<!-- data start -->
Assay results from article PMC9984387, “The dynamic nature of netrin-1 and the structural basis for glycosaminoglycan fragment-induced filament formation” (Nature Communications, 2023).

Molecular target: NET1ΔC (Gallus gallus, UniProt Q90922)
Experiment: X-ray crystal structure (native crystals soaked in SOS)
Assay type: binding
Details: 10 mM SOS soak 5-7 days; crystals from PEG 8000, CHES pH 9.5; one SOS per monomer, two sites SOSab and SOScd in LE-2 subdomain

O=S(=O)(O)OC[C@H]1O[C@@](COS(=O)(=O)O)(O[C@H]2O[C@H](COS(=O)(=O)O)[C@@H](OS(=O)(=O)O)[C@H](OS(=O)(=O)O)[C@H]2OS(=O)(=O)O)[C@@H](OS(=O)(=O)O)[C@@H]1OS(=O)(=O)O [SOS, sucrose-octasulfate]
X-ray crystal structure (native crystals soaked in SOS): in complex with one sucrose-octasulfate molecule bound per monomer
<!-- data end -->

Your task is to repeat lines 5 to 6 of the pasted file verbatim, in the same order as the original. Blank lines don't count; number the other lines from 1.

Details: 10 mM SOS soak 5-7 days; crystals from PEG 8000, CHES pH 9.5; one SOS per monomer, two sites SOSab and SOScd in LE-2 subdomain

O=S(=O)(O)OC[C@H]1O[C@@](COS(=O)(=O)O)(O[C@H]2O[C@H](COS(=O)(=O)O)[C@@H](OS(=O)(=O)O)[C@H](OS(=O)(=O)O)[C@H]2OS(=O)(=O)O)[C@@H](OS(=O)(=O)O)[C@@H]1OS(=O)(=O)O [SOS, sucrose-octasulfate]